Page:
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Tony Phillips' Take on Math in the Media A monthly survey of math news |

**Too much pi?** Under the title "How to Slice the Pi Very, Very Thin," theDecember 7 2002 *New York Times* ran an AP dispatch fromTokyoreporting on the calculation of pi to 1.24 trillion places,"six times the number of places recognized now." A ten-person teamled by Yasumasa Kanada broke the trillion-place barrier with the help of a Hitachi supercomputer at the InformationTechnology Center of Tokyo University.The report quotes David Bailey(Lawrence Berleley Lab): "It's an enormous feat of computing,not only for the sheer volume, but it's an advance in thetechnique he's using. All known techniques would exceed thecapacity of the computer he's using." Which is, we are told,two trillioncalculations a second. Note that light travels .15 mm in onetwo-trillionth of a second. This must be a very small or veryparallel computer.

**The best ways to lace**your shoes has been worked out by Burkard Polster, a mathematicianat Monash University (Victoria, Australia). His report, in theDecember 5 2002 *Nature*, was picked up in the December 10*Boston Globe* (via Reuters) and in *Time* magazinefor December 23.

The best way to lace depends on your criteria, but in all allowablelacings each eyelet is connected to at least one eyelet on theopposite side. Thestrongest lacings with `n` pairs of eyelets are the "crisscross" (when the ratio `h` of vertical eyelet spacing to horizontal is below a certain value`h _{n}`) and the "straight" (when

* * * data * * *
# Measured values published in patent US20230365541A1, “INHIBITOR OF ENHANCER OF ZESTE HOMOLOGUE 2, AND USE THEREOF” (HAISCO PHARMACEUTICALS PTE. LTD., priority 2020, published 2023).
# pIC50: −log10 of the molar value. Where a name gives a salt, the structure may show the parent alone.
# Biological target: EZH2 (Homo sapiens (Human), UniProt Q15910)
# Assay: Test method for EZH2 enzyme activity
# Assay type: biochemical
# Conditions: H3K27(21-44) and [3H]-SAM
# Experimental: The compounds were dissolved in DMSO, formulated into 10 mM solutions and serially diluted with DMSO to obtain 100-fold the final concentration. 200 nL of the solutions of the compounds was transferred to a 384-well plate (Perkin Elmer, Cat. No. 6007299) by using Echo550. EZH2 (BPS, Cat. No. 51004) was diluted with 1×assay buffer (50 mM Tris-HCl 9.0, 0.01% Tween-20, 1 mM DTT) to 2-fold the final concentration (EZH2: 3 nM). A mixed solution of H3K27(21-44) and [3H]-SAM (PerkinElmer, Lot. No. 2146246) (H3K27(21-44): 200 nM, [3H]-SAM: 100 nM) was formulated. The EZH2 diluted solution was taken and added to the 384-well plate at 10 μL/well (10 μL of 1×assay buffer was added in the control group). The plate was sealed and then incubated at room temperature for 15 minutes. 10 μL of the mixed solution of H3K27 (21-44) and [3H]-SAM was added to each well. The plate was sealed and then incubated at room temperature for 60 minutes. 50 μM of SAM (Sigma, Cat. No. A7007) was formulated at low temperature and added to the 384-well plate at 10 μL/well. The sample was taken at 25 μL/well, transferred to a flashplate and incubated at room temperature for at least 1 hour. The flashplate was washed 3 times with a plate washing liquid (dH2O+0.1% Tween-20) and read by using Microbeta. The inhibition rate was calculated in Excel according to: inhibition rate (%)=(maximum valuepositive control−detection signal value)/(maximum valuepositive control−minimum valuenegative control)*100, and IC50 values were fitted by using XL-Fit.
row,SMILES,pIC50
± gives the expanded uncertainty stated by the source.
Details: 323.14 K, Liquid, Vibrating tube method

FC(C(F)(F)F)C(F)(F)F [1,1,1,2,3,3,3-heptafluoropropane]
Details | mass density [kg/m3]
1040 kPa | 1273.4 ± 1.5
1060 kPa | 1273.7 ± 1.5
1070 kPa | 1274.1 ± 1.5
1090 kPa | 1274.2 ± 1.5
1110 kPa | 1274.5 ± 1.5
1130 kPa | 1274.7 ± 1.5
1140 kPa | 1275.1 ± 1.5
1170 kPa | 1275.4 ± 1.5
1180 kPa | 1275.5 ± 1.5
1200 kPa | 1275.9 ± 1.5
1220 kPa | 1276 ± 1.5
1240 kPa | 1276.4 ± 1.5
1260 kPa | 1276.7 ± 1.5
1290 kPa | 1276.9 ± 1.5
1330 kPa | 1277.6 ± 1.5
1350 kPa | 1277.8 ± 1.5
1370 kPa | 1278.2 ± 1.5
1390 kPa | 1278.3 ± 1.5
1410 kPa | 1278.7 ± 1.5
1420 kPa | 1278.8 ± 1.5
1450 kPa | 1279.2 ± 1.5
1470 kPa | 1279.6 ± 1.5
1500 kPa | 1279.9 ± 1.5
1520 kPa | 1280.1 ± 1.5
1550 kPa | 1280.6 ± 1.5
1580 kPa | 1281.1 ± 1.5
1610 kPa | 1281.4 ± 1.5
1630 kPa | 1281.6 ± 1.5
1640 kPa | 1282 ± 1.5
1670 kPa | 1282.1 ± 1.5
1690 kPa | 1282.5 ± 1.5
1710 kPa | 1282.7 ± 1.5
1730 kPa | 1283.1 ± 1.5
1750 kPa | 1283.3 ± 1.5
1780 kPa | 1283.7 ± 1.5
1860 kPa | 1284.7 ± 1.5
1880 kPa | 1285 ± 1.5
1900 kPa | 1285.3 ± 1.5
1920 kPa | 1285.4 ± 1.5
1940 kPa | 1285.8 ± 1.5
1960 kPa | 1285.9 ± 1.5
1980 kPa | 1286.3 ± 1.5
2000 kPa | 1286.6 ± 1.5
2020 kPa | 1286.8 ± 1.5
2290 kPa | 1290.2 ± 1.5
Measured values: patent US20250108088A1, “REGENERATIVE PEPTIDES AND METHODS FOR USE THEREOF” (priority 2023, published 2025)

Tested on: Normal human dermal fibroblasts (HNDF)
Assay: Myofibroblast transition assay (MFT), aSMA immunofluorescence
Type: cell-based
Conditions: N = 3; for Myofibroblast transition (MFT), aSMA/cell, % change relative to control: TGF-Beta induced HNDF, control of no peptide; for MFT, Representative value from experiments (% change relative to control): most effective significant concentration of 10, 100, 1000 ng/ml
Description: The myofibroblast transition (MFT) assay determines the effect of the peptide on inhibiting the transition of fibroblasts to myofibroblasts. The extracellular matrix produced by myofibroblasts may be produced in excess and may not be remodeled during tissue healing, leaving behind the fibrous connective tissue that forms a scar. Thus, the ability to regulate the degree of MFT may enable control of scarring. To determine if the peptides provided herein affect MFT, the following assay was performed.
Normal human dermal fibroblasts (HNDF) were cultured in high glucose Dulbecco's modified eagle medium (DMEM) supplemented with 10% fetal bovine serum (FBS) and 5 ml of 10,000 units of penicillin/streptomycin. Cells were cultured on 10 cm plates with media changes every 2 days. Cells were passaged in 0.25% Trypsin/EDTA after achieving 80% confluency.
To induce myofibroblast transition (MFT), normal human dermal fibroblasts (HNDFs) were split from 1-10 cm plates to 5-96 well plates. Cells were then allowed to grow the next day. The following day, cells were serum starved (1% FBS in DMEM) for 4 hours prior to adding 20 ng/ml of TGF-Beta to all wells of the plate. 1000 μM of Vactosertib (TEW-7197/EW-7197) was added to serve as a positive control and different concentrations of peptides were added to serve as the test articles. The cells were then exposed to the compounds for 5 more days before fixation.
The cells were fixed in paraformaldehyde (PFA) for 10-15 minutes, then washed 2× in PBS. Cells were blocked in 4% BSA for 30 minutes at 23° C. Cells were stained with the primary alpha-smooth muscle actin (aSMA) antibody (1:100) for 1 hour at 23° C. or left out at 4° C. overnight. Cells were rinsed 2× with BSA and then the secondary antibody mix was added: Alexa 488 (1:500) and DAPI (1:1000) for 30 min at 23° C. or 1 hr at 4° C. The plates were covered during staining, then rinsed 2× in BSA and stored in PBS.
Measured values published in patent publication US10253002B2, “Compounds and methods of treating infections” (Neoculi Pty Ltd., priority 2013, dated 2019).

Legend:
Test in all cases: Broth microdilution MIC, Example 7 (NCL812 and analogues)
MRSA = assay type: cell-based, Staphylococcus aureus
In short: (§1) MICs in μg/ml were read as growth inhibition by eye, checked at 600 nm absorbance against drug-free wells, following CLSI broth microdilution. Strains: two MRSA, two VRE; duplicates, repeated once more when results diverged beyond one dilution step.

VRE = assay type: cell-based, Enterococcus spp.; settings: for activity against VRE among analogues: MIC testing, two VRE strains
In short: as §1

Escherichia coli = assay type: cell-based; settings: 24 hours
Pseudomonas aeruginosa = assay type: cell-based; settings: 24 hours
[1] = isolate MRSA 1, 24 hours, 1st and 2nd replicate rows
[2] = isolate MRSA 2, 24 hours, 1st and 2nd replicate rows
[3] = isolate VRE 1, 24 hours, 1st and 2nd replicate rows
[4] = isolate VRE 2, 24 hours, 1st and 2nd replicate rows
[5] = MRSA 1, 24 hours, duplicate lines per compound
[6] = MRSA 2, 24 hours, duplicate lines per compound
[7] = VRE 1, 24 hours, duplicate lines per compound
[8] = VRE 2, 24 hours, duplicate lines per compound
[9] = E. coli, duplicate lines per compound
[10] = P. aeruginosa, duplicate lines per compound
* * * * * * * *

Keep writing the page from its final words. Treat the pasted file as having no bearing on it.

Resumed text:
**Freak waves.** BBC Two, on November 14, 2002, aired a program on this phenomenon and its recent mathematical analysis. Freak waves, also "rogue waves," "monster waves," are extraordinarily tall and steep waves that appear sporadically and wreck havoc with shipping. One is suspected to have washed away the German cargo München which went down with all hands in the midst of a routine voyage in 1978. More recently, the cruise ship Caledonian Star was struck by a 30m wave on March 2, 2001. The standard analysis of ocean waves predicts a Gaussian-like distribution of heights; extreme heights, although possible, should be very rare - a 30m wave is expected once in ten thousand years, according to the BBC. But these waves occur much more frequently than predicted. The program focused on new methods of analysis, and on the work of the mathematician A. R. Osborne (Fisica Generale, Torino). Osborne has applied the inverse scattering transform, which he describes as "nonlinear Fourier analysis," to the time series analysis of wave data. He conducted simulations using the nonlinear Schrödinger equation and found near agreement with the standard analysis, except that "every once in a while a large rogue wave rises up out of the random background noise." His paper, availableonline, gives an example of such a simulation:

"Time series of a random wave train showing theappearance of a large rogue wave with height 20m occurring at 140 seconds."From Osborne, used with permission.

-*Tony Phillips Stony Brook *